And a ritual of dark magic that will consume her soul . . .

You can find Waking the Ancients here:

Kensington Press

Amazon

Barnes and Noble

Apple

Google

Kobo

About the Author:

Following a varied career in sales, advertising and career guidance, Catherine Cavendish is now the full-time author of a number of paranormal, ghostly and Gothic horror novels, novellas and short stories. Cat’s novels include the Nemesis of the Gods trilogy – Wrath of the Ancients, Waking the Ancients and Damned by the Ancients, plus The Devil’s Serenade, The Pendle Curse and Saving Grace Devine. She lives with her long-suffering husband, and a black cat who has never forgotten that her species used to be worshipped in ancient Egypt. She sees no reason why that practice should not continue. Cat and her family divide their time between Liverpool and a 260-year-old haunted apartment in North Wales.

You can connect with Cat here:

Catherine Cavendish

Facebook

Twitter

Goodreads

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Guest Author S.E. Sever introduces ‘Mash Stories’

beforemecoverHanding over the Frazerblog today to my good friend, author S.E. Sever, who has started an inspired (and inspiring) short story contest at her new website Mash Stories.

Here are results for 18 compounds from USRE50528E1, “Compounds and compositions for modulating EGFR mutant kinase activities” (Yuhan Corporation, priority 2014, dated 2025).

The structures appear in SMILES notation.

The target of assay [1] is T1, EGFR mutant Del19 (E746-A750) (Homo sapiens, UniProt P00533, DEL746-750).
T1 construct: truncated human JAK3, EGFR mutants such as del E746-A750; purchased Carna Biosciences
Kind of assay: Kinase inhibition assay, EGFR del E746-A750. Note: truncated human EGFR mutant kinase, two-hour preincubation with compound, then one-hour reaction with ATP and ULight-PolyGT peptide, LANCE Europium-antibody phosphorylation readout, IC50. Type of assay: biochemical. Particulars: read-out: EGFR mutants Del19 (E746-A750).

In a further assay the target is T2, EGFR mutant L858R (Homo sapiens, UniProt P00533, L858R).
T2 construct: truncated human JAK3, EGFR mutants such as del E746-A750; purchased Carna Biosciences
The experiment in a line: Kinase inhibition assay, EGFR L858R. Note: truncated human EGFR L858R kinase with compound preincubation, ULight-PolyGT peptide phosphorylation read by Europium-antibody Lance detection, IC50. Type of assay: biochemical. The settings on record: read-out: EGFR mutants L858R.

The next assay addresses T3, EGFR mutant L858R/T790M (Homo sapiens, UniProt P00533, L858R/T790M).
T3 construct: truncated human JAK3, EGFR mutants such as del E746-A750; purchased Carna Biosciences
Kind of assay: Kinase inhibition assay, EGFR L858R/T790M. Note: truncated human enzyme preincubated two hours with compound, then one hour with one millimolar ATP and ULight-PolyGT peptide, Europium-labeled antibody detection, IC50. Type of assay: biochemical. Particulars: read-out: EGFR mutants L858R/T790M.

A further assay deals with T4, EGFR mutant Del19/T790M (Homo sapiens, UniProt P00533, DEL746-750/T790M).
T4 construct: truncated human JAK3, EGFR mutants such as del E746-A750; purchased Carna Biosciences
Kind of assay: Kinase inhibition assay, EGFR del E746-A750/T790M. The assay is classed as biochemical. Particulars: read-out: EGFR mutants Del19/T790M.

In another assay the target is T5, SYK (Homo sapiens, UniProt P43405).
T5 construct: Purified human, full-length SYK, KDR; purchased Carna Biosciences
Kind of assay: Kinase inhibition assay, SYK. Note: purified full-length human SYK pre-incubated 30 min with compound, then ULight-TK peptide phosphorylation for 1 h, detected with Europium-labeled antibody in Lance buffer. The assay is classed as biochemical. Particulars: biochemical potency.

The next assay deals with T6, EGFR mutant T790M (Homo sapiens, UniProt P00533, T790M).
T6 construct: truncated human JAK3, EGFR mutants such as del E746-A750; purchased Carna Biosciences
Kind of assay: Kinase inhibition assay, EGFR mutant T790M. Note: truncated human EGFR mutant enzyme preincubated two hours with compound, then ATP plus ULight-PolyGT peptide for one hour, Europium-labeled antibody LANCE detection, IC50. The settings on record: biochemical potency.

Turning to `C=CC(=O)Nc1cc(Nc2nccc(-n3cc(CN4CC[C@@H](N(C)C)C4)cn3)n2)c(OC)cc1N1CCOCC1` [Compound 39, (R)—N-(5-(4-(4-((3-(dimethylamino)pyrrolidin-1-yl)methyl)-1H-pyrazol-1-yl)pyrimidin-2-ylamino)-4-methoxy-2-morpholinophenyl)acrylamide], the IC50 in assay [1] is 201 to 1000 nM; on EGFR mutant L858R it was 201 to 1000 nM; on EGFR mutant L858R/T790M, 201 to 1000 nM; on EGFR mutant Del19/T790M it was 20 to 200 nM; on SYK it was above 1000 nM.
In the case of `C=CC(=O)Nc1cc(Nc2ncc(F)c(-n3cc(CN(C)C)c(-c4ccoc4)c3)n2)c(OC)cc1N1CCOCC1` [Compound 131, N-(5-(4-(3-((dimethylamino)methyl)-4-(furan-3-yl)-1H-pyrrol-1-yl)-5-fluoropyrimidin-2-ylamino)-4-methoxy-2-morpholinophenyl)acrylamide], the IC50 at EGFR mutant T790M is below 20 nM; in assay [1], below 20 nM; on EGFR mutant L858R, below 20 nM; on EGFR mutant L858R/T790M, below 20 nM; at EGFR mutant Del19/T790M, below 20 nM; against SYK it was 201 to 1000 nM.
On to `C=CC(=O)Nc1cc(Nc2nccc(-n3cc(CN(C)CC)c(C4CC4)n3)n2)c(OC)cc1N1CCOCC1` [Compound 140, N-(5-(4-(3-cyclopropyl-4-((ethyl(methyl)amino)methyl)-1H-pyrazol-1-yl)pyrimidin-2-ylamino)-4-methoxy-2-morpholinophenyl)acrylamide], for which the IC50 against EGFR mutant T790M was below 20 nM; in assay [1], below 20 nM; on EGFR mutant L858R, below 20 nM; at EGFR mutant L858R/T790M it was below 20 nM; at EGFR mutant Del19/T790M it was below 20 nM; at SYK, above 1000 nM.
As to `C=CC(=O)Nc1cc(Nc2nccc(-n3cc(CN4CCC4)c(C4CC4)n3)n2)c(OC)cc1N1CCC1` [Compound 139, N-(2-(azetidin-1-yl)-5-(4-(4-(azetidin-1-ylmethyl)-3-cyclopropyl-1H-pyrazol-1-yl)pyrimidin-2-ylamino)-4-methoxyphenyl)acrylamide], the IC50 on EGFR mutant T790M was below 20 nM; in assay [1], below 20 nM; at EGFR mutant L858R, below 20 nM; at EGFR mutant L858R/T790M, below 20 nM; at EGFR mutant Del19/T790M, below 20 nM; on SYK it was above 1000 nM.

Read S.E.’s post below for more about this exciting new venture!

About Mash Stories

Are you one those people who have to align a tilted frame on the wall? Have you ever found yourself folding a piece of paper to stick it under a wobbly table?

If so, you’d know the instinct – and the pleasure – of correcting things that are desperate to be corrected. And Mash Stories is born exactly from this instinct.

I remember the day I looked into the short story competitions market for the first time. I found a website which listed competitions: The Grinder. At the time, there were over 2,300 competitions listed on The Grinder, and 28,638 submissions had already been made. I felt like a kid who had been taken to an astonishing playground with the queue of an airport security check.

In the time that has elapsed since then – roughly five months – the number of submissions on The Grinder website has nearly doubled – 42,668 as of 9th April 2014.

The number of competitions left me not knowing where to start from, and the number of submissions made me anxious about the vast amount of competitors out there. I wasn’t ready to race against writers who had already won awards, while I simply had no publishing experience.